This case is a perfect example of why districts should invoke the late, great Paul Harvey and make sure to consider “the rest of the story” when presented with this sort of information.  Contrary to what the headlines suggest, the Court was careful to avoid making any sweeping declarations as to the legality of prayer at school board meetings or in public schools in general.  In fact, the most telling statement can be found in the last paragraph of the last page, where the Court concludes that “[a]lthough it is possible to imagine a school-board student-expression practice that offends the Establishment Clause, this one, under its specific facts, does not.”

This parting thought is as much a warning as an approval. A careful reading of the decision shows that the Court’s application of the legislative-prayer exception was dependent on consideration of a multitude of factors, including, but not limited to:

  • The composition of the Board of Trustees;
  • The physical location of the Board meetings;
  • The roles and responsibilities of the Trustees;
  • The roles and responsibilities of any students attending Board meetings;
  • The composition of the audience attending the meetings;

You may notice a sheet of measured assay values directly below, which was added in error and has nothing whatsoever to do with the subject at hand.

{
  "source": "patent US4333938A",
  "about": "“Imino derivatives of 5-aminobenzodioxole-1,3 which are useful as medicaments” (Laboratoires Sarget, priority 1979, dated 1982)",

• Policies and practices regarding attendance during the ceremonial portion of a meeting;
  • Policies and practices regarding attendee participation/response to the ceremonial portion of a meeting;
  • The format/structure of the ceremonial portion of a meeting;
  • Policies and practices regarding selecting presenters for the ceremonial portion of a meeting;
  • Policies and practices regarding development and delivery of the presentation;
  • Factual characteristics regarding the actual tone of invocations given during ceremonial portion of a meeting;
  • A determination regarding who is the primary focus of invocations given during ceremonial portion of a meeting; and
  • Policies and practices regarding endorsement and/or disclaimer of viewpoint expressed during ceremonial potion of a meeting.

This does not necessarily mean that any deviation from the facts in the Birdville ISD decision would be fatal for purposes of defending a similar lawsuit.  However, each and every deviation is an opportunity for opposing counsel to distinguish a challenged policy from this narrow holding, and if successful, compel a new round of overly broad headlines.

If you have questions about how your District’s policies regarding prayer at Board meetings matches up with this ruling, please don’t hesitate to contact the school attorneys at Leasor Crass, P.C.